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29 Nov 2007 : Column 605Wcontinued
Mr. Harper: To ask the Secretary of State for Transport what estimate she has made of the effects on the public purse of costs arising from removing the tolls from the two Severn bridges; and if she will make a statement. 
Ms Rosie Winterton: No estimate has been made of the effects on the public purse of costs arising from removing the tolls from the two Severn bridges.
Current legislation allows the concessionaire for the Severn Crossings to charge tolls until a defined amount has been collected from the tolling regime. At that time, the Severn Crossings will revert to the ownership of Government. There are no plans to terminate the concession agreement in advance of this. Current estimates are that ownership of the Crossings will revert to Government in 2016.
Mr. Harper: To ask the Secretary of State for Transport what assessment she has made of the effect of the Severn Bridge toll arrangements on traffic flows (a) east and (b) west on the A48 in Gloucestershire. 
Ms Rosie Winterton: No recent assessments have been made by the Highways Agency of the impact of the Severn Bridge toll arrangements on traffic flows eastbound and westbound on the A48 in Gloucestershire.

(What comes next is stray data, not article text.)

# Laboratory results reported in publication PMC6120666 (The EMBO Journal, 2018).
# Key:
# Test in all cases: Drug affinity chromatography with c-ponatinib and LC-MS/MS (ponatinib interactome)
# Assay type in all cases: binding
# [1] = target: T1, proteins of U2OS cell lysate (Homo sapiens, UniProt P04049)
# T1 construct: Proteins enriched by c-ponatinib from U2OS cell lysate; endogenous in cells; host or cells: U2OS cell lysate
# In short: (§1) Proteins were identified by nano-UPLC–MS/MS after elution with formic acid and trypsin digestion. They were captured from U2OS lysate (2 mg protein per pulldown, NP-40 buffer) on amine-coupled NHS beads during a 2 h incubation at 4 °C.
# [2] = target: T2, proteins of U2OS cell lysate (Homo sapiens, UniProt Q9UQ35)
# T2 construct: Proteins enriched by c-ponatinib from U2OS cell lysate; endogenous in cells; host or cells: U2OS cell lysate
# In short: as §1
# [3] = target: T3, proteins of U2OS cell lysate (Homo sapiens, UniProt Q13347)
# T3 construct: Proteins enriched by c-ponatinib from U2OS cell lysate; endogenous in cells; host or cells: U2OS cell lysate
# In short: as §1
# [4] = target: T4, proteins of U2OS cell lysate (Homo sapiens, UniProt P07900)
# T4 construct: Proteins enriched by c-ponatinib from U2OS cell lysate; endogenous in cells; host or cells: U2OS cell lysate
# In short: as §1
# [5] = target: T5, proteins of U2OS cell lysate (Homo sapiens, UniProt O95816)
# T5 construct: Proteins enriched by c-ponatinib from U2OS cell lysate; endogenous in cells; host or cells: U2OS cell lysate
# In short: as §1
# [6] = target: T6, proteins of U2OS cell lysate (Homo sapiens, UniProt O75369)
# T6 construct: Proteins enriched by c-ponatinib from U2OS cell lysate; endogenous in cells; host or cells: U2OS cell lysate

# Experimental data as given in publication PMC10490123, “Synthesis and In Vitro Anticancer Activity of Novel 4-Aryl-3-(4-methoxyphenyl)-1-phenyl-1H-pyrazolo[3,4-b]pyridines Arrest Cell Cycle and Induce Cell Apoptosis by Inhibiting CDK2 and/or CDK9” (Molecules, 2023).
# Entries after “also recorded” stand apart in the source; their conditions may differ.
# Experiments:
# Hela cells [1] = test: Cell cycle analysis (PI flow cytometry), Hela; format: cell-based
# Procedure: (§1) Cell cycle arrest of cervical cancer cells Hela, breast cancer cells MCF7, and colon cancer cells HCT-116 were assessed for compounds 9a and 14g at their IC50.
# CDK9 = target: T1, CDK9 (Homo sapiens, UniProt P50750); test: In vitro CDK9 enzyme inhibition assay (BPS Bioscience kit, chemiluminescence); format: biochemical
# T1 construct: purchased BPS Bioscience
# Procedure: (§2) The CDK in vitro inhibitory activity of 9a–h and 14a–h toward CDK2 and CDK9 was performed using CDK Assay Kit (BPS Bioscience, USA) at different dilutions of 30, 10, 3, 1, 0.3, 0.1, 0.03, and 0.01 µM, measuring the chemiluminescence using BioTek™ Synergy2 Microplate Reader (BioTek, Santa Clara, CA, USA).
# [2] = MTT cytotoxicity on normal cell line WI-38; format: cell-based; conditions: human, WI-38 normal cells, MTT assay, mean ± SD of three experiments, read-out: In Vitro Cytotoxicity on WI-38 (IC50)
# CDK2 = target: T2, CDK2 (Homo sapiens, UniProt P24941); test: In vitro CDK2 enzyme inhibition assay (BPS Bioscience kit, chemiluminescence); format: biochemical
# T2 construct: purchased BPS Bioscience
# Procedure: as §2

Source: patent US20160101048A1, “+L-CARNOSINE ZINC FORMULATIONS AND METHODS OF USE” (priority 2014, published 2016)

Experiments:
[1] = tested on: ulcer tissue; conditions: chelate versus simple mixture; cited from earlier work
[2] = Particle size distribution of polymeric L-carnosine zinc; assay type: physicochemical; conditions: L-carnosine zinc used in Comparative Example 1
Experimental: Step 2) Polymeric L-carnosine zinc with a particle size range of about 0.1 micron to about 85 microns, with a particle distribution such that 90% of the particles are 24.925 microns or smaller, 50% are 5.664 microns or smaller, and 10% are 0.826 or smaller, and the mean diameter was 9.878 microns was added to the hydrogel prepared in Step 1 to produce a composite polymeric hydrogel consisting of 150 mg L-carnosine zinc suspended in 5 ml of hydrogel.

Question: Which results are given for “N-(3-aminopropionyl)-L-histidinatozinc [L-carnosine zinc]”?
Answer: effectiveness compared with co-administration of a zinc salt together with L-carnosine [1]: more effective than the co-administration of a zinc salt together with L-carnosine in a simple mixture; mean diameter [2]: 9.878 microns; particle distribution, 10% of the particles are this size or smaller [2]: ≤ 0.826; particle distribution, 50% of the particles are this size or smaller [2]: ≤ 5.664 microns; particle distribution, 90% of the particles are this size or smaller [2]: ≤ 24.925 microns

Mr. Hancock: To ask the Secretary of State for Transport if she will urge South West Trains to replace the Desiro Class 450 units on the Portsmouth to London services in the interests of passenger comfort. 
Mr. Tom Harris: I have no plans to do so.
The introduction of the Class 450s to the Stagecoach South Western Franchise (SSWT) has meant that older trains have been replaced with newer stock. This has led to an increase in overall capacity allowing greater numbers of passengers to have a seat during their journey.
Mrs. Villiers: To ask the Secretary of State for Transport what the outcomes were of meetings held between her Department and Transport for London as part of the Comprehensive Spending Review about (a) their future funding needs and (b) liabilities they may face as a result of Metronets entry into administration. 
Ms Rosie Winterton: As a result of the Comprehensive Spending Review, the Department for Transport has agreed a settlement with TfL through to 2017-18, which reflects the expected increased costs of the PPP going forward and makes provision for costs arising from Metronets Administration. The agreed levels of funding and borrowing are:
|£ million (cash)|
|TfL grant||TfL borrowing|
Mr. Goodwill: To ask the Secretary of State for Transport if she will take steps to commemorate the 70(th) anniversary of the setting of the world steam record.